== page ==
The present plaster cast is a copy of an ancient Greek statue stored in the Louvre. The sculpture was discovered in 1875 on the sacred road leading to the heraion (temple of the goddess Hera) on the island of Samos. In 1881, the statue was appropriated and taken to the Louvre, where it is still currently stored (Inventory No. Ma 686). The plaster cast from the collections of the Museum of the Academy of Fine Arts was made in the Louvre, as evidenced by a metal plate with the inscription “Musée du Louvre” on the back of the plaster figure.
This double-barrelled flintlock was used as a prop in the School of Fine Arts in Kraków. The flintlock handgun shows many signs of usage...
Konstanty Felicjan Szaniawski was a Lithuanian referendary, and bishop of Kujawy and Kraków. Having been involved in politics, he participated in diplomatic negotiations and in domestic negotiations concerning army and treasury, aimed at calming the situation in the country. On his initiative, the seminary in Kraków was built and the Higher Theological Seminary in Kielce was established. He was one of the wealthiest bishops of the Polish-Lithuanian Commonwealth.
The presented chain with a cross was used as a prop in the Academy of Fine Arts in Kraków – at the school of historical painting of Jan Matejko.
The presented image from the collections of the Museum of the Kraków Academy of Fine Arts is untypical of Wędrychowski. It presents an unspecified Polish legation in audience at the Sultan of the Ottoman Empire. The characters costumes and interior refer to the 17th and 18th centuries. The scene takes place in a faithfully devoted real interior – Arz Odası, the auditorium of the Topkapi Palace in Istanbul. MEPs according to the Turkish custom have their own costumes put on special caftans in which the deputies were dressed before visiting the grand vizier or sultan. This richly decorated attire was highly desirable by Polish visitors.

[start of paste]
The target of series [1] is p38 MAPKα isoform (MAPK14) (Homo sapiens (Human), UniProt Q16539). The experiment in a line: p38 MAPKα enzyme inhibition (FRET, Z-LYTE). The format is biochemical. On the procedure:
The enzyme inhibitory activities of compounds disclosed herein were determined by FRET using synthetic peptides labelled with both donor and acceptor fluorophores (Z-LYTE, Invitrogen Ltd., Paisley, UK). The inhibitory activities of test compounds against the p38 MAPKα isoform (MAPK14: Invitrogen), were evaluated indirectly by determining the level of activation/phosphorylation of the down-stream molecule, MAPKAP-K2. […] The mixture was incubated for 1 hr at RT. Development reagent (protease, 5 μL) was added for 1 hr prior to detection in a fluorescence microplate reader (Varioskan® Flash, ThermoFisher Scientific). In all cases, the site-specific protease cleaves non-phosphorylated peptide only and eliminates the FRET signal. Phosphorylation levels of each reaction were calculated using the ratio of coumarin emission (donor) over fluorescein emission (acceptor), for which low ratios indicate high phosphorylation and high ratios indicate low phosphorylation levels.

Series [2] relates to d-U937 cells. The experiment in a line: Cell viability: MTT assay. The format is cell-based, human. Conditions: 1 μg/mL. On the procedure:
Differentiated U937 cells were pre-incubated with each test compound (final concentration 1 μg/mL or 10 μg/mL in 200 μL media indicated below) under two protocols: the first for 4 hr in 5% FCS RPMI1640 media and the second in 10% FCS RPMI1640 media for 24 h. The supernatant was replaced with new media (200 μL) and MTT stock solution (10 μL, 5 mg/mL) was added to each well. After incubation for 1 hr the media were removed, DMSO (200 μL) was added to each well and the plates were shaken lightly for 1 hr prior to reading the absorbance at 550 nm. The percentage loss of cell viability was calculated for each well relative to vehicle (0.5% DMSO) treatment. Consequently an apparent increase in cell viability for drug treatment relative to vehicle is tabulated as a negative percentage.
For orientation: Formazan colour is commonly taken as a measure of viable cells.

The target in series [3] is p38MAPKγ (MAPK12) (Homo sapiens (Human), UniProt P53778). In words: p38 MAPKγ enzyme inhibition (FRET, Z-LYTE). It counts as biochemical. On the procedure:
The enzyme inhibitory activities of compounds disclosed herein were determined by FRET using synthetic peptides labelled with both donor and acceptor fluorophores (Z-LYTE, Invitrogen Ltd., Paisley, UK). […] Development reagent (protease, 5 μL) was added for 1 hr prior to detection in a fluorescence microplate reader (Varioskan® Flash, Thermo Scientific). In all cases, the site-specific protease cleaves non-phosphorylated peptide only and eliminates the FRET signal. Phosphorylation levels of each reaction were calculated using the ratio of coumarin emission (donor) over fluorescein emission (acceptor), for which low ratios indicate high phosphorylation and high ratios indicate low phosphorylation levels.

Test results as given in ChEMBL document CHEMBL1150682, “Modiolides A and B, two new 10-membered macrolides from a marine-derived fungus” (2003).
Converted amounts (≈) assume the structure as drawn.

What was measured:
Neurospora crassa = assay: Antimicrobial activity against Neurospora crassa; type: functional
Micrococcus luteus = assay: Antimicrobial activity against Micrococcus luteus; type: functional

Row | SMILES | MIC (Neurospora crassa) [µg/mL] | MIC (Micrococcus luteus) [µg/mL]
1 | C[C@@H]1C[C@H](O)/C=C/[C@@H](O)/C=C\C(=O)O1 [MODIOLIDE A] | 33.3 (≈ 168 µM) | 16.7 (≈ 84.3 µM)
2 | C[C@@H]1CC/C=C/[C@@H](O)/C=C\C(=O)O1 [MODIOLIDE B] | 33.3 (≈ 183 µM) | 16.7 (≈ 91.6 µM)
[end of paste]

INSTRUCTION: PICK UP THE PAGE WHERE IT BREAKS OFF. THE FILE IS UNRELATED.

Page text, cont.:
The presented portrait from the collections of the Museum of the Academy of Fine Arts in Kraków depicts an unidentified middle-aged man.
The painter Karol Kamieński, also mistakenly called Dominik, was the son of Maciej Kamieński, a Polish composer of Slovakian origin. We have sparse information about the artist’s life. What is known is that in 1792 he lived at Piwna Street in Warsaw. Thanks to the help of his father, he managed to find his way into the court of King Stanisław August Poniatowski.
The presented epaulettes were used as props at the Matejko school of historical painting at the Academy of Fine Arts in Kraków.
A gilded mace with a head consisting of six blades, probably a copy of a historical weapon serving as military insignia. It was used as a prop in the School of Fine Arts in Kraków and was presented in the still art painted by Tomasz Lisiewicz (1857–1930) and displayed in MVM (M 8).
The objects shown in the painting are props from Jan Matejko’s School of Historical Painting. Among the props painted by Lisiewicz, one can recognize the gilded mace presented on our website, which is still in the collection of the Museum of the Academy of Fine Arts in Kraków (Rz A 107).
Stanisław Bieńkiewicz (1855–after 1930) in 1871–1880 studied at the Academy of Fine Arts in Kraków under the direction of Jan Matejko. During the period 1889–1890, together with Józef Mehoffer and Stanisław Wyspiański, he worked on a polychrome of Mariacki Church in Kraków. Bieńkiewicz painted portraits, landscapes, historical, genre and religious scenes.
Samuel Hirszenberg studied at the Kraków Academy of Fine Arts under Feliks Szynalewski, Izydor Jabłoński, and Władysław Łuszczkiewicz since 1881. In February 1882, in the second term of his studies, being an extremely talented student, he was moved up to the second year by the professors. At the same time, he proved his abilities...
The original bronze statue of the Charioteer was found in 1896 under the sacred road in the area of the Sanctuary of Apollo in Delphi. It shows a charioteer. Next to the statue, there were also excavated fragments of the draft animals and a dedicatory inscription certifying that the statue had been part of a sculptural group funded by the Sicilian ruler Polyzalos.